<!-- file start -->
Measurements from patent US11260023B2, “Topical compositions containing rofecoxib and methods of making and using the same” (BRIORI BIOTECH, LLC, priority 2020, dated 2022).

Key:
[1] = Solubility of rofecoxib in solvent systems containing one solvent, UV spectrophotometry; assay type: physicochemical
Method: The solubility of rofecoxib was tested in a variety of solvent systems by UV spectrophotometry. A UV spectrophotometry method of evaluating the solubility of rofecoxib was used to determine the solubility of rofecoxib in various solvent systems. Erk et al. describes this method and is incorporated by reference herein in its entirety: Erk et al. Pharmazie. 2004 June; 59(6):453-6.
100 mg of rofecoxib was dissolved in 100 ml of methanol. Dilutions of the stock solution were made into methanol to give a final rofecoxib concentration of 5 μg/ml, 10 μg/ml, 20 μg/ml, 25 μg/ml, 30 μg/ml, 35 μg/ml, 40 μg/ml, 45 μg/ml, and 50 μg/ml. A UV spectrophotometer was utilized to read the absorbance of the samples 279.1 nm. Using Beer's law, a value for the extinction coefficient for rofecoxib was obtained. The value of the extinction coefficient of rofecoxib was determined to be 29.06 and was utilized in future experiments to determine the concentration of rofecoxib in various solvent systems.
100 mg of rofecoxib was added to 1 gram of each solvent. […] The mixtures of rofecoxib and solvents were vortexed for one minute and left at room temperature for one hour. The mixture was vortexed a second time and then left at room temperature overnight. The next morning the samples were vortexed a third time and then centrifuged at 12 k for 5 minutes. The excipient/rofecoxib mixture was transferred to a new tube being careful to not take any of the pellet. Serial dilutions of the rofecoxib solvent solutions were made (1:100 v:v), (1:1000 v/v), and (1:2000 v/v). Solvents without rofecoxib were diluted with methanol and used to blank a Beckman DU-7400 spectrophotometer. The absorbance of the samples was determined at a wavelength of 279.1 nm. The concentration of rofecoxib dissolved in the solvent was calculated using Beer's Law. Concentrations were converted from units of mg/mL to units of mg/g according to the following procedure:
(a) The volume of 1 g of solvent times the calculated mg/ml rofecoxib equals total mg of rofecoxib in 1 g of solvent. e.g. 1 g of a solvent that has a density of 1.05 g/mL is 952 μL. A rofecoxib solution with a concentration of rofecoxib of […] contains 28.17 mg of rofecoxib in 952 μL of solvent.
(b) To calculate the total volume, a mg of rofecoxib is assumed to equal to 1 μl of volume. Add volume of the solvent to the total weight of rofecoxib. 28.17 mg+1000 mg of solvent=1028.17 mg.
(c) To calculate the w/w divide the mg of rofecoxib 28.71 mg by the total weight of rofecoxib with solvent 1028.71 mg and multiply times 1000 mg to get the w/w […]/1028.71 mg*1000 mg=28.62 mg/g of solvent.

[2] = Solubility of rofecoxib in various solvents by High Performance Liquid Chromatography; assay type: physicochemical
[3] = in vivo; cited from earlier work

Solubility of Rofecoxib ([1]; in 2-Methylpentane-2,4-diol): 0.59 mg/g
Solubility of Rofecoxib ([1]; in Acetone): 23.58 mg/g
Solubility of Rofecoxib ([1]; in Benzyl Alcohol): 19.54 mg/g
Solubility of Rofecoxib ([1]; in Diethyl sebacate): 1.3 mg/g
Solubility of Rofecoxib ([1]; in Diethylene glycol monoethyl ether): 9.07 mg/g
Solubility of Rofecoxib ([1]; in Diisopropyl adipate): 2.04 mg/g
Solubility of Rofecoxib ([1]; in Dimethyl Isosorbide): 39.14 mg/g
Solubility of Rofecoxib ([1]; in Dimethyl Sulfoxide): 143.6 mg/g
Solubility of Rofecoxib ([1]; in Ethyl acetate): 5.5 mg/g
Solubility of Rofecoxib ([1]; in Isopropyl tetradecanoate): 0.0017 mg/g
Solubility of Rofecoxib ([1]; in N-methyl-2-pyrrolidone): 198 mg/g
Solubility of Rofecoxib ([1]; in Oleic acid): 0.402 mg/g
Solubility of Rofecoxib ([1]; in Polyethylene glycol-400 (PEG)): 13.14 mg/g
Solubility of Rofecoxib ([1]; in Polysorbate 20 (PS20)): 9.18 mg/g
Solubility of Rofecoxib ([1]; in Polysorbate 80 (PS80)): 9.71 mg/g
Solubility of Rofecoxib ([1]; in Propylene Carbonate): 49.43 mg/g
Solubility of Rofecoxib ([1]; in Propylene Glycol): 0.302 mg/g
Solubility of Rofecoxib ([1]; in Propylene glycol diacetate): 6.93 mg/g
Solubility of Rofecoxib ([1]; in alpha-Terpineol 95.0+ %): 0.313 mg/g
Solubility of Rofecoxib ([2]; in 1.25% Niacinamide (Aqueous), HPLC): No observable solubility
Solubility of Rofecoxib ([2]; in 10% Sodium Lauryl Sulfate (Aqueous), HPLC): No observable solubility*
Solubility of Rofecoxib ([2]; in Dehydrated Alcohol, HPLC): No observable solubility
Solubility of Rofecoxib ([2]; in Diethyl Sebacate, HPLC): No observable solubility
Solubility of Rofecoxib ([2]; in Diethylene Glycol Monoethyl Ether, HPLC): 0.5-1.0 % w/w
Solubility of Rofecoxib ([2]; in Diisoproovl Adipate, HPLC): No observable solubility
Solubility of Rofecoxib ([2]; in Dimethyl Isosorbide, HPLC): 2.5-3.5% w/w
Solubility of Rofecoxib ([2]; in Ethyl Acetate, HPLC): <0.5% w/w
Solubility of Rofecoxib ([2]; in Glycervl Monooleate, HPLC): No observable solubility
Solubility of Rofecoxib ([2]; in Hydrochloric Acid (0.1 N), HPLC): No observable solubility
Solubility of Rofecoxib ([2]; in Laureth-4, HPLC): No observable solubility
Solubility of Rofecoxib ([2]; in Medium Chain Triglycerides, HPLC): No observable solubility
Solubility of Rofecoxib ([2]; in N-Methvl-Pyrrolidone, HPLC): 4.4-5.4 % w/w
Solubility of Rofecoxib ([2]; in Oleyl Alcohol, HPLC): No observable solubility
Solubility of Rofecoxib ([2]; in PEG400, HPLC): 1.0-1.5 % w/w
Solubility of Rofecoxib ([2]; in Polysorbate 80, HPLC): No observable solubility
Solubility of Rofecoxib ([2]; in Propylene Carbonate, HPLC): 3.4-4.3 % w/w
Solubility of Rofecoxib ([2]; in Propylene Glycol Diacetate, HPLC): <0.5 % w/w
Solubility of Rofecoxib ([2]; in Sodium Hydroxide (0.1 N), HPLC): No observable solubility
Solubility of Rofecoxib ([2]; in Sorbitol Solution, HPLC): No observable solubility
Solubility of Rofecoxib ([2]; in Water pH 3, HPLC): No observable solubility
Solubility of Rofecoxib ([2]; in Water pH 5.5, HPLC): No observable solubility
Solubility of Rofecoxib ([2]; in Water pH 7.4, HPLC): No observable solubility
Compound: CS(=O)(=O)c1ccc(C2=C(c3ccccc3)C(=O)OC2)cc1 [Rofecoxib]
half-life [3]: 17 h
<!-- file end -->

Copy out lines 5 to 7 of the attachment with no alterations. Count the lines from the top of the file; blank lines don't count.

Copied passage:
100 mg of rofecoxib was dissolved in 100 ml of methanol. Dilutions of the stock solution were made into methanol to give a final rofecoxib concentration of 5 μg/ml, 10 μg/ml, 20 μg/ml, 25 μg/ml, 30 μg/ml, 35 μg/ml, 40 μg/ml, 45 μg/ml, and 50 μg/ml. A UV spectrophotometer was utilized to read the absorbance of the samples 279.1 nm. Using Beer's law, a value for the extinction coefficient for rofecoxib was obtained. The value of the extinction coefficient of rofecoxib was determined to be 29.06 and was utilized in future experiments to determine the concentration of rofecoxib in various solvent systems.
100 mg of rofecoxib was added to 1 gram of each solvent. […] The mixtures of rofecoxib and solvents were vortexed for one minute and left at room temperature for one hour. The mixture was vortexed a second time and then left at room temperature overnight. The next morning the samples were vortexed a third time and then centrifuged at 12 k for 5 minutes. The excipient/rofecoxib mixture was transferred to a new tube being careful to not take any of the pellet. Serial dilutions of the rofecoxib solvent solutions were made (1:100 v:v), (1:1000 v/v), and (1:2000 v/v). Solvents without rofecoxib were diluted with methanol and used to blank a Beckman DU-7400 spectrophotometer. The absorbance of the samples was determined at a wavelength of 279.1 nm. The concentration of rofecoxib dissolved in the solvent was calculated using Beer's Law. Concentrations were converted from units of mg/mL to units of mg/g according to the following procedure:
(a) The volume of 1 g of solvent times the calculated mg/ml rofecoxib equals total mg of rofecoxib in 1 g of solvent. e.g. 1 g of a solvent that has a density of 1.05 g/mL is 952 μL. A rofecoxib solution with a concentration of rofecoxib of […] contains 28.17 mg of rofecoxib in 952 μL of solvent.